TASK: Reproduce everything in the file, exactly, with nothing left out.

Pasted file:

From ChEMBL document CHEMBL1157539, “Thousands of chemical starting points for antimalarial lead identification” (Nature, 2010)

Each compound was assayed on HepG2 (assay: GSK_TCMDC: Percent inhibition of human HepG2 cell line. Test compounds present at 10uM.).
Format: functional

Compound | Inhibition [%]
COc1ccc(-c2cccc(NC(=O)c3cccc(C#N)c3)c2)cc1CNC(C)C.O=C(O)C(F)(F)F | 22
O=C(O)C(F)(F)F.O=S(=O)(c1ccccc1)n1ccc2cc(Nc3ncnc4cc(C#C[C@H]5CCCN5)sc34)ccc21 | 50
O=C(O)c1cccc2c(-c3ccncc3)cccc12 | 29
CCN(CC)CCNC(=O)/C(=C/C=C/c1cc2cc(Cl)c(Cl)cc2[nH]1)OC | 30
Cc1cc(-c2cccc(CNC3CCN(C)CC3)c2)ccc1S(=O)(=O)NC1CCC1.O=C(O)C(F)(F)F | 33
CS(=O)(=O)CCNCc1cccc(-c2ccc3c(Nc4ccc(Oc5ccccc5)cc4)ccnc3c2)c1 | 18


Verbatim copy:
From ChEMBL document CHEMBL1157539, “Thousands of chemical starting points for antimalarial lead identification” (Nature, 2010)

Each compound was assayed on HepG2 (assay: GSK_TCMDC: Percent inhibition of human HepG2 cell line. Test compounds present at 10uM.).
Format: functional

Compound | Inhibition [%]
COc1ccc(-c2cccc(NC(=O)c3cccc(C#N)c3)c2)cc1CNC(C)C.O=C(O)C(F)(F)F | 22
O=C(O)C(F)(F)F.O=S(=O)(c1ccccc1)n1ccc2cc(Nc3ncnc4cc(C#C[C@H]5CCCN5)sc34)ccc21 | 50
O=C(O)c1cccc2c(-c3ccncc3)cccc12 | 29
CCN(CC)CCNC(=O)/C(=C/C=C/c1cc2cc(Cl)c(Cl)cc2[nH]1)OC | 30
Cc1cc(-c2cccc(CNC3CCN(C)CC3)c2)ccc1S(=O)(=O)NC1CCC1.O=C(O)C(F)(F)F | 33
CS(=O)(=O)CCNCc1cccc(-c2ccc3c(Nc4ccc(Oc5ccccc5)cc4)ccnc3c2)c1 | 18